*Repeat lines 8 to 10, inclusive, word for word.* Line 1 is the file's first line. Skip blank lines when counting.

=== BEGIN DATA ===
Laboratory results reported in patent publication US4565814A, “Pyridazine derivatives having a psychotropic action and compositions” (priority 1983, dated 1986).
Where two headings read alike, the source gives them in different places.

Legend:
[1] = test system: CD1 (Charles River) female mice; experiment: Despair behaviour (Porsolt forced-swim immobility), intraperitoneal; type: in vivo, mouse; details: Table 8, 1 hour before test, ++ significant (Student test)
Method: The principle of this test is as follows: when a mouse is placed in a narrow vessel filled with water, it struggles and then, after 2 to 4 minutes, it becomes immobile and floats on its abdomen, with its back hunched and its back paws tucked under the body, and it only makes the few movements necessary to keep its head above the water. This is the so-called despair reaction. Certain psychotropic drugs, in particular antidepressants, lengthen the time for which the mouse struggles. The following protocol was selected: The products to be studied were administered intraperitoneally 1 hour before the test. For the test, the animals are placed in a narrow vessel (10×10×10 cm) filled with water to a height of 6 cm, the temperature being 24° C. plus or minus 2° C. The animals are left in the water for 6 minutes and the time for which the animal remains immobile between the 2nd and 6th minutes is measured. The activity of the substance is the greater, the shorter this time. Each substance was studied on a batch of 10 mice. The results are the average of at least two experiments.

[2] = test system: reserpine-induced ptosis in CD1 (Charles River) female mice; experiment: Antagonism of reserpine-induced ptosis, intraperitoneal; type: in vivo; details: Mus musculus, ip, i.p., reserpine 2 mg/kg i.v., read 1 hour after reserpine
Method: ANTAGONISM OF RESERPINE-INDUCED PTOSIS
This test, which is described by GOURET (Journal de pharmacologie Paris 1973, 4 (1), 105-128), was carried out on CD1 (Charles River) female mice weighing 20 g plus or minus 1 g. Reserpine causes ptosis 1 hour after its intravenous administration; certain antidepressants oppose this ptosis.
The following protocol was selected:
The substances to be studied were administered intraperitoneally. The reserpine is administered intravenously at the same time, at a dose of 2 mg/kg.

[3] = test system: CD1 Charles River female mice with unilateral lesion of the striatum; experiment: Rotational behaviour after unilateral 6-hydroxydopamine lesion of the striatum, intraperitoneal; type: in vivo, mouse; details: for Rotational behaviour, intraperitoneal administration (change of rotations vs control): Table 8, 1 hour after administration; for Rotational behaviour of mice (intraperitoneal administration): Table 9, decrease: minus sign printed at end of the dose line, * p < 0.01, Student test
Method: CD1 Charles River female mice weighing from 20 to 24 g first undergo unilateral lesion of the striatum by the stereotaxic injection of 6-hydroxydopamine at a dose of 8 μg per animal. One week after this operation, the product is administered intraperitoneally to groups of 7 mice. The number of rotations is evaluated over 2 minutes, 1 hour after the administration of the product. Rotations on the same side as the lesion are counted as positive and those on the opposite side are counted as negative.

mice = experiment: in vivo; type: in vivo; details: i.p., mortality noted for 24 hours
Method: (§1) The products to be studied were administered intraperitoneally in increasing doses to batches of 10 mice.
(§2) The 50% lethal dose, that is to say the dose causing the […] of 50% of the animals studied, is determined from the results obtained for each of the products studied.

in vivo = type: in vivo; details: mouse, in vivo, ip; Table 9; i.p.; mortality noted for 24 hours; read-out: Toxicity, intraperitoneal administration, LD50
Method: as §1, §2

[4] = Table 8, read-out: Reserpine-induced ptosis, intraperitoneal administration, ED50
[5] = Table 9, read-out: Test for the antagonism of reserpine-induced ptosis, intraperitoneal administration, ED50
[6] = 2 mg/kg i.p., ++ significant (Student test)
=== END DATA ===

This test, which is described by GOURET (Journal de pharmacologie Paris 1973, 4 (1), 105-128), was carried out on CD1 (Charles River) female mice weighing 20 g plus or minus 1 g. Reserpine causes ptosis 1 hour after its intravenous administration; certain antidepressants oppose this ptosis.
The following protocol was selected:
The substances to be studied were administered intraperitoneally. The reserpine is administered intravenously at the same time, at a dose of 2 mg/kg.